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The Ethos of Humor in Technical Communication

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Date Issued:
2013
Abstract/Description:
Within the realm of technical communication, humor has often been regarded as an unnecessary or risky rhetorical device that can negatively impact the credibility of a document. While many other professional fields, such as medicine, computer technology fields, or business have used humor, and humor continues to crop up in (")user as producer(") documentation, technical writing continues to approach humor cautiously and with little theoretical guidance. In order to fully understand how humor functions, it is important to understand the main theories of humor: superiority, relief, and incongruity. It is also important to understand how humor functions, by looking at Meyer's four functions of humor: identification, clarification, enforcement, and differentiation. Some primary and secondary manuals have successfully used a rhetorical strategy incorporating humor. Google uses a persona and situated ethos that projects a sense of fun and humor, and incorporates some humor into their documentation. The (")(")For Dummies(")(") series is well known and recognized for the situated ethos of providing fun, entertaining direction, while individual authors choose a specific invented ethos for each book written. The three theories of humor and four functions of humor can be applied to humor used in Google and (")(")For Dummies(")("). This demonstration better highlights how humor operates and functions in communication, and can provide technical communicators with a tool to use when considering the application of humor in documentation. The application further highlights the need for greater understanding of how humor affects the credibility and success of documentation.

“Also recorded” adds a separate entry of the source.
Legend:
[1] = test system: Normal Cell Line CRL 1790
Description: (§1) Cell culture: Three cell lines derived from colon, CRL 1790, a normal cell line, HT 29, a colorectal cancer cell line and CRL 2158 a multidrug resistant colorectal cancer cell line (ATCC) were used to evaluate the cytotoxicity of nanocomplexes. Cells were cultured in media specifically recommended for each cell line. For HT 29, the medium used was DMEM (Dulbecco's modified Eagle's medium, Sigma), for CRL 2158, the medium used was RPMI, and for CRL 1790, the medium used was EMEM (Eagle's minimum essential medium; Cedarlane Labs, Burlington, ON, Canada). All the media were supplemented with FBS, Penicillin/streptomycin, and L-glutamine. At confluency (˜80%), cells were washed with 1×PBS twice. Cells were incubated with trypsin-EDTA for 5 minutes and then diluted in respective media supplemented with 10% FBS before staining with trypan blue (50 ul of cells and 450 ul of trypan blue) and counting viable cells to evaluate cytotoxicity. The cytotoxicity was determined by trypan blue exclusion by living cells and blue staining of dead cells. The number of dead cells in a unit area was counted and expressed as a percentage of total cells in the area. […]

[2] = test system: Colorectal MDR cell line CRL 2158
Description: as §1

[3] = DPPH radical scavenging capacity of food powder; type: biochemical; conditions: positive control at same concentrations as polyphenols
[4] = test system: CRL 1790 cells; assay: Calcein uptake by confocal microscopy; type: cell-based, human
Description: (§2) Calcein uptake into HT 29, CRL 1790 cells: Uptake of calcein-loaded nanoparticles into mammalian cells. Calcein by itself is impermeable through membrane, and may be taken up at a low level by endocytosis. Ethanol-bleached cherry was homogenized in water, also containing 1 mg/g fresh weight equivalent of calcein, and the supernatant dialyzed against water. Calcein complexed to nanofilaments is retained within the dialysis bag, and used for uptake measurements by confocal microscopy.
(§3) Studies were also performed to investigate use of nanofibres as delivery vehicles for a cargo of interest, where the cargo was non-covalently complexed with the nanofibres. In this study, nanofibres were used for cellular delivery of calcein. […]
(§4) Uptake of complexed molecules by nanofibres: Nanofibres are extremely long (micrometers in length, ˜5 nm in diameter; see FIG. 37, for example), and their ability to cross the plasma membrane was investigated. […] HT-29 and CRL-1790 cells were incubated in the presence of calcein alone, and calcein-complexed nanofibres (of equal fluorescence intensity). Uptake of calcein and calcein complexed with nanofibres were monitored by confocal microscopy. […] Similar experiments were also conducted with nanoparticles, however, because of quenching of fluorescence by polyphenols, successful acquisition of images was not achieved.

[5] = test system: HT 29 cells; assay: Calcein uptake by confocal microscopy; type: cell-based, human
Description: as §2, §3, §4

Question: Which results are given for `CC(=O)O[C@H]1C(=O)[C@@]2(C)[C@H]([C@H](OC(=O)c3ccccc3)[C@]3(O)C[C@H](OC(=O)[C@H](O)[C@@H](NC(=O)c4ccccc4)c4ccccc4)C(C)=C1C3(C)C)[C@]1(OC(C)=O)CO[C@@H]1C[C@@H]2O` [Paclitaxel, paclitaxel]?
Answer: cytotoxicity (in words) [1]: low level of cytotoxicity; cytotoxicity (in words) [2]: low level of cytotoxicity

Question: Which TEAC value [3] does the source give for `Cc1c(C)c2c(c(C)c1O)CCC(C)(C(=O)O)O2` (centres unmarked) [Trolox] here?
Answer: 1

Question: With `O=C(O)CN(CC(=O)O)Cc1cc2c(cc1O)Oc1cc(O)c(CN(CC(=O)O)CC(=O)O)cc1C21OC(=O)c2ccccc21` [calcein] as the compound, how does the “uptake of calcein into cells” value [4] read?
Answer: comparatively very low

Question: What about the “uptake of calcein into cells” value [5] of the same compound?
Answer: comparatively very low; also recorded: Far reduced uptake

Title: The Ethos of Humor in Technical Communication.
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Name(s): Roberts, David, Author
Applen, John, Committee Chair
Dombrowski, Paul, Committee Member
Flammia, Madelyn, Committee Member
, Committee Member
University of Central Florida, Degree Grantor
Type of Resource: text
Date Issued: 2013
Publisher: University of Central Florida
Language(s): English
Abstract/Description: Within the realm of technical communication, humor has often been regarded as an unnecessary or risky rhetorical device that can negatively impact the credibility of a document. While many other professional fields, such as medicine, computer technology fields, or business have used humor, and humor continues to crop up in (")user as producer(") documentation, technical writing continues to approach humor cautiously and with little theoretical guidance. In order to fully understand how humor functions, it is important to understand the main theories of humor: superiority, relief, and incongruity. It is also important to understand how humor functions, by looking at Meyer's four functions of humor: identification, clarification, enforcement, and differentiation. Some primary and secondary manuals have successfully used a rhetorical strategy incorporating humor. Google uses a persona and situated ethos that projects a sense of fun and humor, and incorporates some humor into their documentation. The (")(")For Dummies(")(") series is well known and recognized for the situated ethos of providing fun, entertaining direction, while individual authors choose a specific invented ethos for each book written. The three theories of humor and four functions of humor can be applied to humor used in Google and (")(")For Dummies(")("). This demonstration better highlights how humor operates and functions in communication, and can provide technical communicators with a tool to use when considering the application of humor in documentation. The application further highlights the need for greater understanding of how humor affects the credibility and success of documentation.
Identifier: CFE0004920 (IID), ucf:49629 (fedora)
Note(s): 2013-08-01
M.A.
Arts and Humanities, English
Masters
This record was generated from author submitted information.
Subject(s): humor -- ethos -- technical communication -- mayer -- identification -- enforcement -- clarification -- differentiation
Persistent Link to This Record: http://purl.flvc.org/ucf/fd/CFE0004920
Restrictions on Access: public 2013-08-15
Host Institution: UCF

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